Thursday, December 21, 2006

“I did not have sexual relations with that woman”: In another follow-up, the Times editorializes about the Genarlow Wilson case. They call it “an obvious miscarriage of justice.” I am inclined to agree:

The sexual act took place during a party involving sex, marijuana and alcohol, all captured on a graphic videotape. But that does not make Mr. Wilson a child molester. When high school students engage in consensual sexual activity, that is not the same as an adult molesting a teenager or a teenager molesting a child.

What makes this case more absurd is that if Mr. Wilson and the young woman had sexual intercourse, he would have been guilty only of a misdemeanor and not required to register as a sex offender, thanks to a provision in the law meant to avoid just this type of draconian punishment for consensual youthful indiscretions, the “Romeo and Juliet” exception. And since Mr. Wilson’s conviction, the law has been changed to exempt oral sex as well. But the courts say that can’t help Mr. Wilson retroactively.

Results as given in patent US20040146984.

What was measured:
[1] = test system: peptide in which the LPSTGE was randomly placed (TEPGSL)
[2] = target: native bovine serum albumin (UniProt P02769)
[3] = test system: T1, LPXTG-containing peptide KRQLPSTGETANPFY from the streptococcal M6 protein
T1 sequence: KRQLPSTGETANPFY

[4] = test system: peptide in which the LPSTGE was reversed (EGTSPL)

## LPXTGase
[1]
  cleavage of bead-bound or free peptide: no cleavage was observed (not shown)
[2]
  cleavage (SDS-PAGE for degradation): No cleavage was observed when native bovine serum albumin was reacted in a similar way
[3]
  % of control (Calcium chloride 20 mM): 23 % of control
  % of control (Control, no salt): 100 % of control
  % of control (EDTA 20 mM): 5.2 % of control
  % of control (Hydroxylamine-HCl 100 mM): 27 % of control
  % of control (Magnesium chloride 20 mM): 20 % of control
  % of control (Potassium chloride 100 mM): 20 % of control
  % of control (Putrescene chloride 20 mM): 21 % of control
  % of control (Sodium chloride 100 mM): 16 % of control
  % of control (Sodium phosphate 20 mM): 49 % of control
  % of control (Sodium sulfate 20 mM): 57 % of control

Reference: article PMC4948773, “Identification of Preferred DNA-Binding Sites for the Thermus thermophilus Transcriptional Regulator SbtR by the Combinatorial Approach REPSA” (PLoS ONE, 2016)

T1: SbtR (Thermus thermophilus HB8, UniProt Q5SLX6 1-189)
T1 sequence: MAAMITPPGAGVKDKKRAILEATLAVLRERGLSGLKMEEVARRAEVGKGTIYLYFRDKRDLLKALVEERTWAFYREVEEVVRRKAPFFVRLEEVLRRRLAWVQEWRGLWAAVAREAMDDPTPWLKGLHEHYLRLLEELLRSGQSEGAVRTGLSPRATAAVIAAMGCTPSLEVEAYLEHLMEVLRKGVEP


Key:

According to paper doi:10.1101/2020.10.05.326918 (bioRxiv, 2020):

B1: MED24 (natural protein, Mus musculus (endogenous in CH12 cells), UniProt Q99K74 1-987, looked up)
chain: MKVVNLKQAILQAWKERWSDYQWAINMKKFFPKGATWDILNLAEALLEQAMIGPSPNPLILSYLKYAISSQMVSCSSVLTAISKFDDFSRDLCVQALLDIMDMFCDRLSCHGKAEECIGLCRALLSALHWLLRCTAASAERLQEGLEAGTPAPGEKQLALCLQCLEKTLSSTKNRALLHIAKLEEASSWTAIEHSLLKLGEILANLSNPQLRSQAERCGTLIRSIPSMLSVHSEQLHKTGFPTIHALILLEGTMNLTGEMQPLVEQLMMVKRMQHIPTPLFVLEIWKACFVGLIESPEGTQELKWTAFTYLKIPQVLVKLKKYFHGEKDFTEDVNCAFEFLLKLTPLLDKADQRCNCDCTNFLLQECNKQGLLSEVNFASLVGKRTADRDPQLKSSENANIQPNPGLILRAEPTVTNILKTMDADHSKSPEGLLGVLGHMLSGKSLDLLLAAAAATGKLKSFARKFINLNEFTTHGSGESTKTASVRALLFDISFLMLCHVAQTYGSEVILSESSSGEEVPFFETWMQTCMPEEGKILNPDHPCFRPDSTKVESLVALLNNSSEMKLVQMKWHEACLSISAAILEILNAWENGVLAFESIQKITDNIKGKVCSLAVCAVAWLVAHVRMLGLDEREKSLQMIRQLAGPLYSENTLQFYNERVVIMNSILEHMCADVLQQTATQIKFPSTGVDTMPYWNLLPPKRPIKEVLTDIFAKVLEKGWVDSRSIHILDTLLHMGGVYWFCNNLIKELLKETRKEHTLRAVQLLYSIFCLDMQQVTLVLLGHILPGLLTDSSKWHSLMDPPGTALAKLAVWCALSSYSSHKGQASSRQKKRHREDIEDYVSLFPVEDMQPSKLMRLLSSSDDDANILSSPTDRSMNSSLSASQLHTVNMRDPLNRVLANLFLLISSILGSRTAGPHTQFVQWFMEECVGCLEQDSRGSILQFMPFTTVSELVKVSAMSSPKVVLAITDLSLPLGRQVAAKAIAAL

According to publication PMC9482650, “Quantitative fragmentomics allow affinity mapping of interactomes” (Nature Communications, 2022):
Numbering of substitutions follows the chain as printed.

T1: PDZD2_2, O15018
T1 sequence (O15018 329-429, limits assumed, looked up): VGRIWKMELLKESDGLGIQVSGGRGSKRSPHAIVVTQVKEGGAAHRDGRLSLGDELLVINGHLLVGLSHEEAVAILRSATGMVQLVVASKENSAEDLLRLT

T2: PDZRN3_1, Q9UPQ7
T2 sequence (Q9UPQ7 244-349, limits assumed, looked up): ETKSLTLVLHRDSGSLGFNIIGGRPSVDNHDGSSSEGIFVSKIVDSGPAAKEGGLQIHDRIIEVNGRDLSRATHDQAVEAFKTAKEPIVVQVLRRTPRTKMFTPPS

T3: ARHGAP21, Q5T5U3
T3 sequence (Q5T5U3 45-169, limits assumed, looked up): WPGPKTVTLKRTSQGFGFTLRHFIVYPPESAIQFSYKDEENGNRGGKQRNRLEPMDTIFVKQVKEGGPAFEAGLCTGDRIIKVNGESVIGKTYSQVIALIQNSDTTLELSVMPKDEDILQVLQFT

His lawyer is planning to file a habeas petition seeking his release. The courts need to grant it and expunge his record so that Mr. Wilson can return to his family and his once promising academic career. Legislators in other states should take notice and make sure that their own laws do not catch children in dragnets designed for predatory adults.

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